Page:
CHEMICAL HISTORY OF A CANDLE
BY MICHAEL FARADAY
HISTORY OF A CANDLE
A COURSE OF LECTURES DELIVERED BEFORE A JUVENILE
AUDIENCE AT THE ROYAL INSTITUTION
MICHAEL FARADAY, D.C.L., F.R.S.
WILLIAM CROOKES, F.C.S.
A NEW IMPRESSION, WITH ILLUSTRATIONS
CHATTO & WINDUS
From the primitive pine-torch to the paraffin candle, how wide an
interval! between them how vast a contrast! The means adopted by man to
illuminate his home at night, stamp at once his position in the scale of
civilisation. The fluid bitumen of the far East, blazing in rude vessels
of baked earth; the Etruscan lamp, exquisite in form, yet ill adapted to
its office; the whale, seal, or bear fat, filling the hut of the Esquimaux
or Lap with odour rather than light; the huge wax candle on the glittering
altar, the range of gas lamps in our streets,--all have their stories to
tell. All, if they could speak (and, after their own manner, they can),
might warm our hearts in telling, how they have ministered to man's
comfort, love of home, toil, and devotion.
Surely, among the millions of fire-worshippers and fire-users who have
passed away in earlier ages, _some_ have pondered over the mystery of
fire; perhaps some clear minds have guessed shrewdly near the truth. Think
of the time man has lived in hopeless ignorance: think that only during a
period which might be spanned by the life of one man, has the truth been
Atom by atom, link by link, has the reasoning chain been forged. Some
links, too quickly and too slightly made, have given way, and been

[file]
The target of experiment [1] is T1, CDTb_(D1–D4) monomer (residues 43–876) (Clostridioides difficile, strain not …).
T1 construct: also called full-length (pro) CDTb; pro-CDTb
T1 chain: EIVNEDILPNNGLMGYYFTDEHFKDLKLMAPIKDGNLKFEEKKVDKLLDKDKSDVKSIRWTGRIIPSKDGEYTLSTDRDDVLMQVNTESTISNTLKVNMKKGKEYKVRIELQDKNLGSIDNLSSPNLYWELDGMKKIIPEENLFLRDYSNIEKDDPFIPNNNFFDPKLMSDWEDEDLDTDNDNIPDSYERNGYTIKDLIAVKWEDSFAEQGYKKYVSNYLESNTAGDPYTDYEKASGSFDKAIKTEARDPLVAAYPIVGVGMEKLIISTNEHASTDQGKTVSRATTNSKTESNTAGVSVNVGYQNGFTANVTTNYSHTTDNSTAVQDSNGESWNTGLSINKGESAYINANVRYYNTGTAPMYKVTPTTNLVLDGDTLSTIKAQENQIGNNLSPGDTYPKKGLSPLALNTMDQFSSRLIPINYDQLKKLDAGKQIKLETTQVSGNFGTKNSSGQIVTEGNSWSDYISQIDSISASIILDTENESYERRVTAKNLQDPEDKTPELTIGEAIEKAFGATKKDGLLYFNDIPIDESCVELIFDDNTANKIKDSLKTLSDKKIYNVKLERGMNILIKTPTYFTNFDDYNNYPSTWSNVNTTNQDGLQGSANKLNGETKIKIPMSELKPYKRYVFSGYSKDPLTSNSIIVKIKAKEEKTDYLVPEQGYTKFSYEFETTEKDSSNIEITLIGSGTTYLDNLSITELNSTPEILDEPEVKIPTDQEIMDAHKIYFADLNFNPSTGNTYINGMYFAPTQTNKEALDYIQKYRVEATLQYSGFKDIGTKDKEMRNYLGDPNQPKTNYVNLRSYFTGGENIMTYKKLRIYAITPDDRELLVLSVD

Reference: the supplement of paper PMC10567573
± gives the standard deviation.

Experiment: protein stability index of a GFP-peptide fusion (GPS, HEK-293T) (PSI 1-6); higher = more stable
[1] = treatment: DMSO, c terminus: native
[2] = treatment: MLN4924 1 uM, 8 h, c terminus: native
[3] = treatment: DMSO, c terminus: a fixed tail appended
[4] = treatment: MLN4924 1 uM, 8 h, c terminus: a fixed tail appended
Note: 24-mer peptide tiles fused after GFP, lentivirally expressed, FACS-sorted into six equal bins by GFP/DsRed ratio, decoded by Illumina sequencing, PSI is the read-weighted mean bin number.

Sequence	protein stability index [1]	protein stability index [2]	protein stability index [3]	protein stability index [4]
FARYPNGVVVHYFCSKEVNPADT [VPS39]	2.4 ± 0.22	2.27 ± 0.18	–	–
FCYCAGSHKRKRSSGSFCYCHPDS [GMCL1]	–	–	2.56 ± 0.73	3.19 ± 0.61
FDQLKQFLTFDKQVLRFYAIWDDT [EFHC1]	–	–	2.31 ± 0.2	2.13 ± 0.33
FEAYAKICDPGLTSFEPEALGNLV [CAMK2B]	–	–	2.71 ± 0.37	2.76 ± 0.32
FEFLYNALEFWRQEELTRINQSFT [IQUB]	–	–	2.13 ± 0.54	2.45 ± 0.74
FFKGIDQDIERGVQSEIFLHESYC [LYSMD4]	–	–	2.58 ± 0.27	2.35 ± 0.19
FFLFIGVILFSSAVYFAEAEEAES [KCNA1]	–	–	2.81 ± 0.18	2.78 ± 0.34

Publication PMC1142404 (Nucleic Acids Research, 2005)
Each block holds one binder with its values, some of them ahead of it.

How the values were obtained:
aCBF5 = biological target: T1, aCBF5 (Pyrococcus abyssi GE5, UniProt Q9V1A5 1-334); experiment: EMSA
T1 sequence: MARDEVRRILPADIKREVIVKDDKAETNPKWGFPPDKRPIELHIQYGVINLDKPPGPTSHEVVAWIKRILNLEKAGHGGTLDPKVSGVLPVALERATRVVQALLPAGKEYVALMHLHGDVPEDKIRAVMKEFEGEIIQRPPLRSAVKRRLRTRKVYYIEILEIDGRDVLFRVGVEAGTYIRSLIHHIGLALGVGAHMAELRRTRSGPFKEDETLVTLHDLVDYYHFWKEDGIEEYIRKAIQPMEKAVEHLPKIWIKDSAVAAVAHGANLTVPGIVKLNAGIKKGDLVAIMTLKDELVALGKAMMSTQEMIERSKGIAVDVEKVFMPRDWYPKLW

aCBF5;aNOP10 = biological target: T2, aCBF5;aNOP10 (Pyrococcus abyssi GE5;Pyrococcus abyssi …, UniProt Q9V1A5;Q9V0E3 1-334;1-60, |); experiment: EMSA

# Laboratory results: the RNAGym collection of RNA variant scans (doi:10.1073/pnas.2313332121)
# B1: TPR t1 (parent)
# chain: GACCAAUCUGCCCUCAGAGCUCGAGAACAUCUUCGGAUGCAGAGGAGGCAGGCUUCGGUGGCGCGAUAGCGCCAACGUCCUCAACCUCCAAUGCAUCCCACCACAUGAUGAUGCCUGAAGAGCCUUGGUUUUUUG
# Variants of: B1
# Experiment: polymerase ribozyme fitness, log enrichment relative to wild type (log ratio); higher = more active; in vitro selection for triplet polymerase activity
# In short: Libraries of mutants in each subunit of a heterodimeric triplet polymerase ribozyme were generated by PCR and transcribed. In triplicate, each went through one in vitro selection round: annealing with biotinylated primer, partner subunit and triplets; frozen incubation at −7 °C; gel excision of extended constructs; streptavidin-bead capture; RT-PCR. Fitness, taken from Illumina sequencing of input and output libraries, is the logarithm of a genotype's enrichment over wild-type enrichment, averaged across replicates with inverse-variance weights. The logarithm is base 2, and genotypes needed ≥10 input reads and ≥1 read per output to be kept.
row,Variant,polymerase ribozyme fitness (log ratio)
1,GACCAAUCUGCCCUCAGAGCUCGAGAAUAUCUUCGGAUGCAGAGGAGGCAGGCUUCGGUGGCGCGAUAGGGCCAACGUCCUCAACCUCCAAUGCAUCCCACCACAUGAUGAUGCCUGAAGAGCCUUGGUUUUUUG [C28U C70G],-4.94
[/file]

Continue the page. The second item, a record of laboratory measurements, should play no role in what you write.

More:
replaced by better work; but now the great phenomena are known--the
outline is correctly and firmly drawn--cunning artists are filling in the
rest, and the child who masters these Lectures knows more of fire than
The candle itself is now made to light up the dark places of nature; the
blowpipe and the prism are adding to our knowledge of the earth's crust;
but the torch must come first.
Among the readers of this book some few may devote themselves to
increasing the stores of knowledge: the Lamp of Science _must_ burn.
A CANDLE: THE FLAME--ITS SOURCES--STRUCTURE--MOBILITY--BRIGHTNESS
BRIGHTNESS OF THE FLAME--AIR NECESSARY FOR COMBUSTION--PRODUCTION OF WATER
PRODUCTS: WATER FROM THE COMBUSTION--NATURE OF WATER--A COMPOUND--HYDROGEN
HYDROGEN IN THE CANDLE--BURNS INTO WATER--THE OTHER PART OF WATER--OXYGEN
OXYGEN PRESENT IN THE AIR--NATURE OF THE ATMOSPHERE--ITS PROPERTIES--OTHER
PRODUCTS FROM THE CANDLE--CARBONIC ACID--ITS PROPERTIES
CARBON OR CHARCOAL--COAL GAS--RESPIRATION AND ITS ANALOGY TO THE BURNING
OP A CANDLE--CONCLUSION
LECTURE ON PLATINUM.
THE CHEMICAL HISTORY OF A CANDLE
A CANDLE: THE FLAME--ITS SOURCES--STRUCTURE--MOBILITY--BRIGHTNESS.
I purpose, in return for the honour you do us by coming to see what are
our proceedings here, to bring before you, in the course of these
lectures, the Chemical History of a Candle. I have taken this subject on a
former occasion; and were it left to my own will, I should prefer to
repeat it almost every year--so abundant is the interest that attaches
itself to the subject, so wonderful are the varieties of outlet which it
offers into the various departments of philosophy. There is not a law
under which any part of this universe is governed which does not come into
play, and is touched upon in these
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